Just one more thing. What about the media? This is an issue I have yet to see addressed. Do you really feel that Hollywood has done much to promote nursing? Television shows such as ER or Gideon's Crossing hardly ever, (IF EVER) show nursing in a positive light. In fact, I can't help but think that they strive to promote the negativity of nursing. Am I wrong? Maybe I am. But those shows really seem to expound nurses as being handmaidens who are mindless recorders of vital signs. Futhermore, they are really good at the menial tasks. "Let a nurse do that" (a menial task), (as if they don't have enough to do in reality). God forbid an MD getting there gloved hands into vomit or feces!!! Not in Hollywood!!!! These shows also seem to potray family members as being condescending towards nurses. If I'm wrong, please let me know. But the reason I state this is because these shows are very popular, and thus I feel that the public develops their perception of nurses based on these shows, and then carry it with them into hospitals later on. Again, why would a highly intelligent person pursue a four year degree to be belittled, unless they had the insight to a brighter future through advanced practice?
- 0May 14, '01 by CiejoeI would like to see the day when the BSN is the required entry level into nursing. However, realistically, I have my doubts that this will ever happen.
Several years ago I had to attend a hospital based meeting. I can't remember the specifics, but it was probably as a requirement for school. (I was there to observe and learn.) I was shocked and disappointed to see that nursing was the most underrepresented group at the table. While other factions within the hospital had baccalaureate and masters prepared representatives, nursing was represented on the associate level. To be honest, I was embarrassed.
Personally, I feel that there is nothing that can replace a good education.I wish more nurses felt the need to continue their education-to keep raising the bar higher. In short, nurses need to inspire this growth within each other.
- 0May 13, '02 by barbiegirl1As A student with a bachelor's degree in psychology, who has just been accepted into the ADN degree at my local community college, I have taken offense to some of these postings. Unfortunately I am new to this site too and I hate to start on a bad note, but if you notice, it is mostly those with advanced degrees in nursing that feel first of all that a BSN should be the entry level requirement, and second of all that the ADN program belittles "THEIR" profession into a mere "vocation for junior college material and grade 13 graduates." I am offended at all of this. First of all, I have wanted to be a nurse since I can remember. And if any of you remeber school, remember that, and how about doing it with children and a family?? Remember that? It cost a lot of money not to mention time. I feel greatful to be able to get my ADN at a school I can afford and then have my employer help with tuition costs later on for my BSN. Meanwhile I will be gaining valuable experience. Obviously I am also "university---grade 16 material" since I do have a bachelor's degree and a 3.6+ average.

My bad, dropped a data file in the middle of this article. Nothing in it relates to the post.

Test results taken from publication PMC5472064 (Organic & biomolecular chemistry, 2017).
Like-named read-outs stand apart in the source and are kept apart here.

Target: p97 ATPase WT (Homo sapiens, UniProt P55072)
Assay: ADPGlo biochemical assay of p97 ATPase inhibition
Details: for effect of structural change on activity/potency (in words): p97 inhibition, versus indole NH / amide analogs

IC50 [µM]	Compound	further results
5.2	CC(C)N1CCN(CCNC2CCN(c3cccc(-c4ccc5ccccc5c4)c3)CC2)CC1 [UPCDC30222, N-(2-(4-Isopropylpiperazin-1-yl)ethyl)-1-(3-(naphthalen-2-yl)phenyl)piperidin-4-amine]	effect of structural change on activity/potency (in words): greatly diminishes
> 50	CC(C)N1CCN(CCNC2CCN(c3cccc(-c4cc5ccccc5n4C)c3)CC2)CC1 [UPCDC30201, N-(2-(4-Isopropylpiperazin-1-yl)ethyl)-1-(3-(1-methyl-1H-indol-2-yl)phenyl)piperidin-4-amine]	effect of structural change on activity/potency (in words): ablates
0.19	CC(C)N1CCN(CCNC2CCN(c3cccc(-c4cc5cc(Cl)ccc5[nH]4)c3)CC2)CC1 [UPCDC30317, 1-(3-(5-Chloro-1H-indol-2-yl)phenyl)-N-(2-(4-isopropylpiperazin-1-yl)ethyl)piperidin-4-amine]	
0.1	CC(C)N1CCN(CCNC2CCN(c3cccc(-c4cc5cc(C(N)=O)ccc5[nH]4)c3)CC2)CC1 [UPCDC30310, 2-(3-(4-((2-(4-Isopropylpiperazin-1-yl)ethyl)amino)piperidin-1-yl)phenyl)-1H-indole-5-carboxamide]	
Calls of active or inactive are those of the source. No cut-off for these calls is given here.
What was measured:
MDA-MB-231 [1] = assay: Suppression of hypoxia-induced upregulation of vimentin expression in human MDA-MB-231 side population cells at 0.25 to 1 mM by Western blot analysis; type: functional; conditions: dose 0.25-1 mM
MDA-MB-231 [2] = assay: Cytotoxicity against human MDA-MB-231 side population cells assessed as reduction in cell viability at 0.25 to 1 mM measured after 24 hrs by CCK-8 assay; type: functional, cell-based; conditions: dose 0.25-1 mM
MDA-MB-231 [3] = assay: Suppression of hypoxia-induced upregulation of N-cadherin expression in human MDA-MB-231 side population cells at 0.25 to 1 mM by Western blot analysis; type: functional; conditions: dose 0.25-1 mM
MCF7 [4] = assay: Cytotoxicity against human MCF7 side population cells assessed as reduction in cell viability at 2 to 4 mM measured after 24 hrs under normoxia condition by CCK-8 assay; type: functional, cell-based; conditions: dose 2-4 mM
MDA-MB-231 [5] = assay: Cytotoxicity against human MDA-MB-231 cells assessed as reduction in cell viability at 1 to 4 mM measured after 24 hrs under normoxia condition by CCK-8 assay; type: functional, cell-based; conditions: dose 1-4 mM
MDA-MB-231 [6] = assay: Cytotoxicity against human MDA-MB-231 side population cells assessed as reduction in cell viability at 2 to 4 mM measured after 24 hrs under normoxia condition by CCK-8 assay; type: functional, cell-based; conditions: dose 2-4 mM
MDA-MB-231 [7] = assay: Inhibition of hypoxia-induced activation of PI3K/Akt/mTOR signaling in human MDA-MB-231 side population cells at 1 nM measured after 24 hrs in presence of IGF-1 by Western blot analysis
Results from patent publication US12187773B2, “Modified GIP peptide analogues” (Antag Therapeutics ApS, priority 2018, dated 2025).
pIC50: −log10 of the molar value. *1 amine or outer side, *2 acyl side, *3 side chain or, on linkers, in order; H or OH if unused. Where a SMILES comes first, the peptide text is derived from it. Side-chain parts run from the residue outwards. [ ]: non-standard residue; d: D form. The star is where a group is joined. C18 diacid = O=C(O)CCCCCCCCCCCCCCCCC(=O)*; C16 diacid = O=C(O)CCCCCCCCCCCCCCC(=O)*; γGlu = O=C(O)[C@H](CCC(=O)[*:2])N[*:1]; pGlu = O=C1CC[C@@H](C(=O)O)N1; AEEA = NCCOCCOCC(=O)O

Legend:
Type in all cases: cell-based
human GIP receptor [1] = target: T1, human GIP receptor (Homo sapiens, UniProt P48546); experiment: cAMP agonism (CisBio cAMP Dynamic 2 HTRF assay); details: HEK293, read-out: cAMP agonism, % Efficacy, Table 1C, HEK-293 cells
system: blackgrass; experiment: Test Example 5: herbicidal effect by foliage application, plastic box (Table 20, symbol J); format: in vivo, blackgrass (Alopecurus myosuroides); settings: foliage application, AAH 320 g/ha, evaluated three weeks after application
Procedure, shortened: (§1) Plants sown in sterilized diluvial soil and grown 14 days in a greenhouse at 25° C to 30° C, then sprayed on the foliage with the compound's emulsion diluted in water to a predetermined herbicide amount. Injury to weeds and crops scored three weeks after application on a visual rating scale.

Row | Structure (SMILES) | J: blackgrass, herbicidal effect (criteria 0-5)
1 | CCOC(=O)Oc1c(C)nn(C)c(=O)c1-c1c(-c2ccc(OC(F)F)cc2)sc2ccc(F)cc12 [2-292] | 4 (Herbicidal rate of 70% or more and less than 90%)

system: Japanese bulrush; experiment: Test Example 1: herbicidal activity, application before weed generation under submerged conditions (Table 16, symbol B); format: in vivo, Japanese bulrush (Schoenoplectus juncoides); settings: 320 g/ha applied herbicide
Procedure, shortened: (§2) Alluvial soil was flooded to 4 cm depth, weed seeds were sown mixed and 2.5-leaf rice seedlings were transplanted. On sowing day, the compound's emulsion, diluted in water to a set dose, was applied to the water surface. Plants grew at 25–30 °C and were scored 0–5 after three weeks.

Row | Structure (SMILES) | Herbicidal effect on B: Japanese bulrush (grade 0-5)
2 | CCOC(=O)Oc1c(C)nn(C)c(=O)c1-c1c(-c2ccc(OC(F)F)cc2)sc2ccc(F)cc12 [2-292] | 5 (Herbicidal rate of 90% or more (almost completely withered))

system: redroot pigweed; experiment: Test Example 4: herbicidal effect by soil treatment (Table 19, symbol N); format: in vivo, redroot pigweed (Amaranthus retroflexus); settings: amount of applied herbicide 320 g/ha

I do agree with you that the shows like ER put nurses down by saying things like, "a nurse can do that" so maybe it is them that need to be educated on how valuable a nurse, no matter how high up the education scale she has climbed so far. From the ADN nurses I know, we are all planning on furthering our education. But that is hard to do with the cost of education. Trying to raise a family, own a home, and go to school is a lot to bite off. Most of you must understand this.
Just like now that I am 30 years old, it is a lot easier for me to say that they should raise the driving age to 18 or hell why not 21?? It won't affect ME!!!!!!!! But at one time, it would have.
Thanks for letting me vent. I am not intending to offend anyone. I have enjoyed reading all of your posts and they are very informative.
Tracy ADN=RN student 2002
- 1May 14, '02 by 2ndCareerRNThis thread is just another variation on the us (BSN) vs. them (ADN/Diploma). How will the nursing profession ever be taken seriously when they can't even act professional among themselves. How is adopting an elitest attitude towards the level of education going to help anyone in the profession? Does my being a BSN prepared nurse magically make me a better nurse than all of the ADN/Diploma nurses? When the SHTF, I do not care whether the nurses working with me has spent an extra 2 years in school or not, all I care about is that they can do their job, and do it right. I have seen several BSN prepared nurses fail miserably. Why is that? I do not know, but could it be because they have been told thay are Sierra Hotel college grads and many decide they know all that they need to know. The last 2 that came down the pike lasted about a month after orientation in the ER, seems they felt they were taught everything they needed to know while in their 4 year program. Well, they learned differently. Why do managers feel they can hire new grads into fast paced, critical environments because they have a BSN? A few letters behind your name does not make you an experienced nurse!!
IMO, the only reason a BSN is required is if the person has aspirations of obtaining a higher degree, or plans on moving into management. If not for one of these reasons it may be a waste of time and money for them!
I do not see nursing, as it is now, changing for a very long time, and as such there is no reason to make the BSN an entry requirement.
bobLast edit by 2ndCareerRN on May 14, '02
- 0May 14, '02 by fergus51It is already becoming the minimum in 3 or 4 provinces in Canada, with Diploma nurses being grandfathered in. Our BSN is only one year longer than our Diploma program so it wasn't a huge change anyways (we don't have any ADN programs here). I think it will be a positive thing in the end because a lot of people questionned why we deserved a better pay scale when "we didn't even have to have a 'real' degree". It is an ignorant attitude, I agree, but it's there. And in a system funded by the people's taxes we can't ignore their ignorant perceptions...Last edit by fergus51 on May 14, '02